Benefit By Being An “Experience Collector”


Sit down and pause with me a moment.

For a few minutes, cast aside any religious, spiritual, or philosophical beliefs you might hold.


What if we are spiritual beings inhabiting a physical body visiting Earth to collect as many experiences as possible — or perhaps it might all be part of some master plan we signed up for or were assigned to? What if the purpose was to help our spirit, soul, or whatever you want to call it, evolve? Is this an idea you could embrace?

I have no idea if this concept is true, but as a belief it just might work as we share our journey together on this blessedly, crazy spinning rock.

We all share invited and uninvited experiences, intended and unintended ones, and others we assign to sheer fate or happenstance — luck. As humans, our tendency is to cling to the pleasant and safe experiences and avoid the fearful, unintended ones; and we are quick to assign meaning to them all.

What if the meaning is simply to experience all of them as part of our individual and collective evolution? What if we are to detach a bit and simply observe them?

Who hasn’t experienced pain, loss, failure, disappointment, anxiety, fear, grief and on the other side, love, joy, abundance, and triumph, etc.? Those strong emotional experiences, particularly gathered when we were young tend to stick with us and then get reinforced by those around us, creating a blue print for our life.

Now what if you are to discard that blue print? We are always just a belief away from relief and  transformation.

We tend to be practiced, skillful judges, giving good and bad values to everything, but what if we were just to observe and ask ourselves, “What does this experience have to teach me?”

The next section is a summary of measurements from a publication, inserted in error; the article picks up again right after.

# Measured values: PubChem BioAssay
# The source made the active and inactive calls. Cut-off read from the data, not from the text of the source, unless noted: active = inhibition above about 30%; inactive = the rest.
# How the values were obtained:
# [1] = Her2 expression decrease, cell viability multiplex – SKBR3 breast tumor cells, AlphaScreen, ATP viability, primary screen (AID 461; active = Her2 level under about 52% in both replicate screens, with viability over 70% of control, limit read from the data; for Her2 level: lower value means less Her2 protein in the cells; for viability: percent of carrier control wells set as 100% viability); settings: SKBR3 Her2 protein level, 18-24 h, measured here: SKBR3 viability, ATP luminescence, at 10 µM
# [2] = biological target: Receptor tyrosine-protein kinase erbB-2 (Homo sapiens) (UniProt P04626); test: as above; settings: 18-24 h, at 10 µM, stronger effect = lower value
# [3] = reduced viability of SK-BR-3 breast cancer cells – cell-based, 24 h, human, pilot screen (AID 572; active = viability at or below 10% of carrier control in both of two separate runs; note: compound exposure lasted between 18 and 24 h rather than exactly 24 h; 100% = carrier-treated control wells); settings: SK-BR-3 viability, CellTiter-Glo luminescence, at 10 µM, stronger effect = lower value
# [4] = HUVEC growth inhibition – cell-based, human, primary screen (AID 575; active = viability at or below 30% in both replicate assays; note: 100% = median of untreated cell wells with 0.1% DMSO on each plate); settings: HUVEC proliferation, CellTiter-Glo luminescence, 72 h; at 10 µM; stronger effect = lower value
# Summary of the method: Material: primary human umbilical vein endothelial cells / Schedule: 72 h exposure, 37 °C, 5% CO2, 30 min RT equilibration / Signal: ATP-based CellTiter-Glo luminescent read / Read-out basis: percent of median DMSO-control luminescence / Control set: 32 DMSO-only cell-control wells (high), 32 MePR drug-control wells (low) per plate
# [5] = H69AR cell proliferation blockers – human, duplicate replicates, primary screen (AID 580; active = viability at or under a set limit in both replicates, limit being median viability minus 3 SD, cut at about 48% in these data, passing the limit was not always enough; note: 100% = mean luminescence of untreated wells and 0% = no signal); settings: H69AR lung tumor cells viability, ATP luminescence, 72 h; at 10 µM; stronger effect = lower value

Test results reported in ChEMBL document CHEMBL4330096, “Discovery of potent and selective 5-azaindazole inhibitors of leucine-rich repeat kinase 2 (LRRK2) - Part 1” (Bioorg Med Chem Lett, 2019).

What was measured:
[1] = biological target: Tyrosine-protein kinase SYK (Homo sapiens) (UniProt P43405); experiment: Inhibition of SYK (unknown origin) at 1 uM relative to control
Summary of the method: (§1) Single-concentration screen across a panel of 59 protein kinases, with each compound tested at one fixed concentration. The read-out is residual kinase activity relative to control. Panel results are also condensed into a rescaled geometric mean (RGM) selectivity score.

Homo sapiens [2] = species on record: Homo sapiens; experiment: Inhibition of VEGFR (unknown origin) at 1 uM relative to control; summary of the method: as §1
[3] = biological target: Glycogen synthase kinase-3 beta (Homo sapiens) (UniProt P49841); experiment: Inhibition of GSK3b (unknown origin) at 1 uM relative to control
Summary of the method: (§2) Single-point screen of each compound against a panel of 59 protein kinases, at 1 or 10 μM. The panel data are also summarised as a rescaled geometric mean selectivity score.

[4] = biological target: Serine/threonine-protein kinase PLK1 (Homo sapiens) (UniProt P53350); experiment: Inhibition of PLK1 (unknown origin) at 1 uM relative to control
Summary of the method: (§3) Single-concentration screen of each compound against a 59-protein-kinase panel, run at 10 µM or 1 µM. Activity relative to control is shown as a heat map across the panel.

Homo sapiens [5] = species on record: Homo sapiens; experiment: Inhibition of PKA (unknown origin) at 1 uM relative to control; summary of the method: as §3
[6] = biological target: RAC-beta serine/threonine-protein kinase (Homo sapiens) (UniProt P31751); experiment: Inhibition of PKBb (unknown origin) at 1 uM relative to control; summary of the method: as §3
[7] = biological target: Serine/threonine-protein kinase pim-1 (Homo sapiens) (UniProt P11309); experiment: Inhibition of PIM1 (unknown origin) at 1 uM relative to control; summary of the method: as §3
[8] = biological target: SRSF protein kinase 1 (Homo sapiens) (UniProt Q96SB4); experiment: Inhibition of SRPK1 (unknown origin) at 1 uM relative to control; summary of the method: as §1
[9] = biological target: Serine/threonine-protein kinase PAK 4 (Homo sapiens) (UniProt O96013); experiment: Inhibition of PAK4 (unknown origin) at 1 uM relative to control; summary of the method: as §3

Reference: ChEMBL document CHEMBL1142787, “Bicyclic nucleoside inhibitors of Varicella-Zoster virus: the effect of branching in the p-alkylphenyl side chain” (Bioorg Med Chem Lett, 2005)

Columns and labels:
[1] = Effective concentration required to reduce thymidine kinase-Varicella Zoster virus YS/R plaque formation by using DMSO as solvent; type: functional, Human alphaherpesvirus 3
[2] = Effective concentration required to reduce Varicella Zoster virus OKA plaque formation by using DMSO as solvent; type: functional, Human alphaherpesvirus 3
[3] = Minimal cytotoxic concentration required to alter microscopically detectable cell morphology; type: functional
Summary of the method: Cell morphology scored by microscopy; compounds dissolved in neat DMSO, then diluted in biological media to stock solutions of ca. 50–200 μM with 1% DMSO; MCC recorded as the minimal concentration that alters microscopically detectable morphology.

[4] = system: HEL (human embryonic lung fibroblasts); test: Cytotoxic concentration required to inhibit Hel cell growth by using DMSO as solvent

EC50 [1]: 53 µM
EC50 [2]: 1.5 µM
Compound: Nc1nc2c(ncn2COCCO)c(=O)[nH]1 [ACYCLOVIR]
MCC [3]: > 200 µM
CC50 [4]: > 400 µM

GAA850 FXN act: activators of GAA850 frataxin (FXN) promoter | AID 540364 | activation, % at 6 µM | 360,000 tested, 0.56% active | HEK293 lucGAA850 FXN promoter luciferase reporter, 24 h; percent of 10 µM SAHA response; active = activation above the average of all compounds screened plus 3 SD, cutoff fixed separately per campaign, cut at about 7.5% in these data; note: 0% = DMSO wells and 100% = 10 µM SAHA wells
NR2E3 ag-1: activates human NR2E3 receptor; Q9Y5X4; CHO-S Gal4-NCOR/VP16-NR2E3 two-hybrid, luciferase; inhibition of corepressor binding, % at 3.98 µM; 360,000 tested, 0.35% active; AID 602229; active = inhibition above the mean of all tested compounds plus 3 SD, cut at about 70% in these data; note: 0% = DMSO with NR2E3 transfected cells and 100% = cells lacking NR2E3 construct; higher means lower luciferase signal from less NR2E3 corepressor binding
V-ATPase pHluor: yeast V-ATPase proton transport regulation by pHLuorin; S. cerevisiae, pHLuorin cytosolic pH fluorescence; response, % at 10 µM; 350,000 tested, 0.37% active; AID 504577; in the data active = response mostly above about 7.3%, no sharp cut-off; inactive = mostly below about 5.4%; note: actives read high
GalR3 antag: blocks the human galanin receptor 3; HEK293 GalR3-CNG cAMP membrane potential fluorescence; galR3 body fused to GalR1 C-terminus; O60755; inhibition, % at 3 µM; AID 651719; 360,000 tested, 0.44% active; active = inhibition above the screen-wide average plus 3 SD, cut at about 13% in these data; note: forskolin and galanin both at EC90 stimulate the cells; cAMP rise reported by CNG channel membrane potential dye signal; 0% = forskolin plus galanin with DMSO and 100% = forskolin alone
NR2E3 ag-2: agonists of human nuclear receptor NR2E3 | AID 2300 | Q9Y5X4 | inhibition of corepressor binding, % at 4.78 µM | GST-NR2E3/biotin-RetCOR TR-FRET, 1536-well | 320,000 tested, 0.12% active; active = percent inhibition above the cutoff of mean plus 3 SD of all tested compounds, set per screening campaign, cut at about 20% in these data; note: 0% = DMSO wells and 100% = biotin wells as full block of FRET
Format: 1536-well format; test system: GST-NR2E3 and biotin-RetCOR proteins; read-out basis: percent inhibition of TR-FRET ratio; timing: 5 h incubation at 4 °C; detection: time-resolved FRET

Consider the concept of surrendering. The word ‘surrender’ for me can be very powerful as opposed to ‘allowing’ for surrender connotes a conscious act and not some passive activity. With that in mind, what if you were to surrender to what is? If you begin to subscribe to the idea that we are here to collect all variety of experiences, adding another one is just icing on the cake isn’t it?

Surrender the need to judge, embrace, or assign meaning to every good and bad experience whether invited or uninvited. What can you learn from each? In that manner you learn to love what is. It doesn’t matter if you are an Athiest, Agnostic, or what religion you subscribe to. Love is the universal lubricant and growth is the path.

Many of us act as if the world was just waiting for us and it should respond according to our beliefs, expectations, and wishes. That just ain’t so — just a product of our ego. When life doesn’t cooperate, which it often doesn’t, it can throw us into a tailspin. In reality, we are just a just a tiny, carcasses of flesh and water here for a spec of time too small to have the impact we imagine on the Universe. But we do come with our precious consciousness and perhaps even more important, our life’s purpose.

Ask yourself. What can this pain teach me? How about an insult or waiting in an endless line? How about the loss of a loved one or some cruel act or a even a so-called “Act of God?” Trying to assign meaning to them is usually futile and often disempowering. This concept does not mean that we should all of a sudden live a passive life, but to embrace it with loving preparation, kindness, service, action, and the curiosity to learn from whatever comes our way. Can you begin to realize how by doing that it can begin to melt away anxiety, worry, and fear?

As some communities profess, we suffer in relation to the depth of our attachments. This can be material things, relationships, beliefs, experiences, ego, etc. What if we just observe them, learn, and release them?

In my eighth decade traveling around the sun, I am just beginning to come to this conclusion. Seeing our lifetimes as an opportunity to learn and grow may not fit everyone’s beliefs, but it has for me. It’s made me more chill and less anxious, more curious and less judgmental. It has allowed me to better surf life’s waves. I am able to cope with and even appreciate even the uninvited, the boring, scary, dreaded, and fearful when I continue to collect experiences and see them as opportunities for growth. Could they all be what I had originally signed up for?

One Response to “Benefit By Being An “Experience Collector””

  1. Nancy Marker

    You took the words right out of my mouth! Beautifully written article and evidence of a life lived thoughtfully, authentically, and with integrity. I don’t know you personally but follow you a bit on FB. Thank you for this piece! Nancy

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